I loved the Dark Lord – and like you say – there are some funny set pieces, but I wouldn’t class it as a comedy. The audio version is a joy, btw…

      • Cool! Who reads it?
        Pretty sure money always stinks. I’m hoping my summer school sections open up, because I really don’t want to do transcribing again…blech…

  7. Oh dear. I’m thinking about the turmoil your house is in right now. Of course you are probably also in a similar state. We’ve replaced our windows and repainted our house over the course of the last few months. My husband replaced rotten wood. Fortunately we had a new roof put in a few years ago, so I hope we don’t have deep problems that haven’t shown their faces yet. But who knows.

    I will be thinking about you as you go through this process. Please keep us updated.

    Sending good wishes for your poetry course. I know you are a wonderful teacher.

    Have a good week.

    • Yes… we were already in the middle of redecorating the bathroom and repainting the kitchen walls – so turmoil just about sums it up! Thank you so much for your kind words of encouragement, Deb. I’m very glad this came to light before the winter storms hit us – while the weather is reasonably mild, because we are close to the coast we are subject to high winds and gales. The damage that could have been inflicted doesn’t bear thinking about – and because the joists are rotten and old our insurance wouldn’t have covered us *shudders at the thought*.

      I will definitely keep you posted – and thank you for the good wishes regarding the poetry course:).

  8. I’m so sorry to hear about your roof! I hope the repairs go well (and the financing, too.)

    I’ve been meaning to read The Dark Lord of Derkholm for years. DWJ is, or rather was, a marvelous and original writer; I’ve loved everything I’ve read of hers so far.

  9. We had to have a new roof last summer so I feel your pain on that one. It’s such an expensive job and such an upheaval too, especially when other home improvement projects are ongoing at the same time. We were in the middle of re-decorating the living room when the roofer asked if they could start a week early on our roof. So it was chaos for a while! I hope all your projects go smoothly and that they’re finished soon.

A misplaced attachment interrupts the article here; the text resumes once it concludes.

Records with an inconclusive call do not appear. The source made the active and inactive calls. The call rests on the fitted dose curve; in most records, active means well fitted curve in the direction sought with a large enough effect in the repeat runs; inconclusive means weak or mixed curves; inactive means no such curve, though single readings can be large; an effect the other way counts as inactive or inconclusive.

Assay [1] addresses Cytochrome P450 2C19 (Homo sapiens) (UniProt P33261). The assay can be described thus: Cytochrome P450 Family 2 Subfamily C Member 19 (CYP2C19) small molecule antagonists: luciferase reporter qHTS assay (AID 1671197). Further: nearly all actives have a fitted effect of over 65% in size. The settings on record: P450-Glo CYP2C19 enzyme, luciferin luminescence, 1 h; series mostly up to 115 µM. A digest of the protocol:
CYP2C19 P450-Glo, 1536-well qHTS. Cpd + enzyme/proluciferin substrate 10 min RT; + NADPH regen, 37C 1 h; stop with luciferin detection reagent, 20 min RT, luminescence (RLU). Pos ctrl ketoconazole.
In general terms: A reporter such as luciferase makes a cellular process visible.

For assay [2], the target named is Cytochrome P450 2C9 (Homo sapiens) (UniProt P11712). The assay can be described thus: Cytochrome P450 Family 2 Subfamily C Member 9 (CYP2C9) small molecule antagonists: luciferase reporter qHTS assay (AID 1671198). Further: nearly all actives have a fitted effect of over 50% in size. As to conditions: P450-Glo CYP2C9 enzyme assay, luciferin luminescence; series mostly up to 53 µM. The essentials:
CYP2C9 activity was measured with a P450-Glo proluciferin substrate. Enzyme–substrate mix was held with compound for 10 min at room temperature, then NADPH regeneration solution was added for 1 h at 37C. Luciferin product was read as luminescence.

• Thank you, Hayley! Yes… you clearly do understand exactly where we are! Given everything else that’s going on – I would have preferred if this had been postponed at least for another couple of weeks – but it simply didn’t work out that way…

  10. It’s SO annoying (to say the least…) to discover that someone whose work we trusted not only did a bad job but managed to mask it so well, knowing that it only compounded the crime… I hope you manage the necessary repairs without… bleeding!

  11. I am definitely interested in all three of these books! Good luck with the major house repairs. I, too, constantly experience the joys of living in an older home, but thank goodness “older” on this side of the pond means only 1977. Here in Texas, people don’t have the respect for history others do in Virginia, where I grew up. You would be amazed, and probably dismayed, at how quickly buildings are torn down if they are over 50 years old. Yes, I said 50!!!
    I am returning to teaching at the university in the fall. Retirement was punishment, and I am so happy writing and planning a brand new course! Details later.

    • Thank you, Rae:). Oh my goodness… as my final lessons teaching at Northbrook get nearer, I’m dreading saying good-bye so I understand why you are returning. However, I’m hoping to be able to spend more time writing, instead. And I will still be teaching Tim, so it isn’t as if I’m totally relinquishing the teaching…
      As for the roof – thank you for your good wishes. They are working really hard and hope to be finished by the end of tomorrow or Monday at the latest, which is impressive progress, given that all that needs to be done. And here in the UK, a house built in the 1950s is regarded as a relative youngster… Fancy pulling down a building because it’s 50 years old – how wasteful!!

  12. That sounds like quite the rollercoaster. I hope your house renovations go well. I read The Halfling a few years ago and book 2 as well, but didn’t read the rest of the series. i quite enjoyed the first two books form what I remember. I hope this week is a good one for you!